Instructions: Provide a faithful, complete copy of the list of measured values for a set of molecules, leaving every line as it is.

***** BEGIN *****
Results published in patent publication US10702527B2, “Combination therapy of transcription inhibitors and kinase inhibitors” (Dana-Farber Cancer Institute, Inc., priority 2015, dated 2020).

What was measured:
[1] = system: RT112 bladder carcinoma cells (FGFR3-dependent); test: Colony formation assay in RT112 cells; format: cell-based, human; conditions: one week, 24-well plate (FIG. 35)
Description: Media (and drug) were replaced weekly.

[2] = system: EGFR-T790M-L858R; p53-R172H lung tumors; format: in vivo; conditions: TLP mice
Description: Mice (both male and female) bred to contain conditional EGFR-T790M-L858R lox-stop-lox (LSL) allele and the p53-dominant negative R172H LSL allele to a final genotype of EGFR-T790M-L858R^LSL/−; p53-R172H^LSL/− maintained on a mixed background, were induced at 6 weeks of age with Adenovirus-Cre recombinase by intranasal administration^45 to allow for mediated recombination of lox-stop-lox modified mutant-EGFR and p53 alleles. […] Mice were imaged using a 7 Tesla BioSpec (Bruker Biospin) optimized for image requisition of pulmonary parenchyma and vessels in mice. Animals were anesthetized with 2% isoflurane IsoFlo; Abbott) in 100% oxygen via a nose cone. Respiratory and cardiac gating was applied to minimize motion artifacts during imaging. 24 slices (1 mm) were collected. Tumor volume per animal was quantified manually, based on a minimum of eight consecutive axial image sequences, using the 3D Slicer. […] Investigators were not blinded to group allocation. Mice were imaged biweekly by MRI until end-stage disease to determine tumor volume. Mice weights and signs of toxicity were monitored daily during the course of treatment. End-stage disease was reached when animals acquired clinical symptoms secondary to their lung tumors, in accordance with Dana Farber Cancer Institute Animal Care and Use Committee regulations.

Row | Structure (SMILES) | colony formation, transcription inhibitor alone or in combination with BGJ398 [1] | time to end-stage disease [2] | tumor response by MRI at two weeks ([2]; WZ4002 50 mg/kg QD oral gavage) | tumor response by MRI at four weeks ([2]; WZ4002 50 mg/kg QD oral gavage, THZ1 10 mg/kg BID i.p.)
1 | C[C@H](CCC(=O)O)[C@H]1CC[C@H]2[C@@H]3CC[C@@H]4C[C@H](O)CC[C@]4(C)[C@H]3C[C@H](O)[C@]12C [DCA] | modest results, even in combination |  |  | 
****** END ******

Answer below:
Results published in patent publication US10702527B2, “Combination therapy of transcription inhibitors and kinase inhibitors” (Dana-Farber Cancer Institute, Inc., priority 2015, dated 2020).

What was measured:
[1] = system: RT112 bladder carcinoma cells (FGFR3-dependent); test: Colony formation assay in RT112 cells; format: cell-based, human; conditions: one week, 24-well plate (FIG. 35)
Description: Media (and drug) were replaced weekly.

[2] = system: EGFR-T790M-L858R; p53-R172H lung tumors; format: in vivo; conditions: TLP mice
Description: Mice (both male and female) bred to contain conditional EGFR-T790M-L858R lox-stop-lox (LSL) allele and the p53-dominant negative R172H LSL allele to a final genotype of EGFR-T790M-L858R^LSL/−; p53-R172H^LSL/− maintained on a mixed background, were induced at 6 weeks of age with Adenovirus-Cre recombinase by intranasal administration^45 to allow for mediated recombination of lox-stop-lox modified mutant-EGFR and p53 alleles. […] Mice were imaged using a 7 Tesla BioSpec (Bruker Biospin) optimized for image requisition of pulmonary parenchyma and vessels in mice. Animals were anesthetized with 2% isoflurane IsoFlo; Abbott) in 100% oxygen via a nose cone. Respiratory and cardiac gating was applied to minimize motion artifacts during imaging. 24 slices (1 mm) were collected. Tumor volume per animal was quantified manually, based on a minimum of eight consecutive axial image sequences, using the 3D Slicer. […] Investigators were not blinded to group allocation. Mice were imaged biweekly by MRI until end-stage disease to determine tumor volume. Mice weights and signs of toxicity were monitored daily during the course of treatment. End-stage disease was reached when animals acquired clinical symptoms secondary to their lung tumors, in accordance with Dana Farber Cancer Institute Animal Care and Use Committee regulations.

Row | Structure (SMILES) | colony formation, transcription inhibitor alone or in combination with BGJ398 [1] | time to end-stage disease [2] | tumor response by MRI at two weeks ([2]; WZ4002 50 mg/kg QD oral gavage) | tumor response by MRI at four weeks ([2]; WZ4002 50 mg/kg QD oral gavage, THZ1 10 mg/kg BID i.p.)
1 | C[C@H](CCC(=O)O)[C@H]1CC[C@H]2[C@@H]3CC[C@@H]4C[C@H](O)CC[C@]4(C)[C@H]3C[C@H](O)[C@]12C [DCA] | modest results, even in combination |  |  | 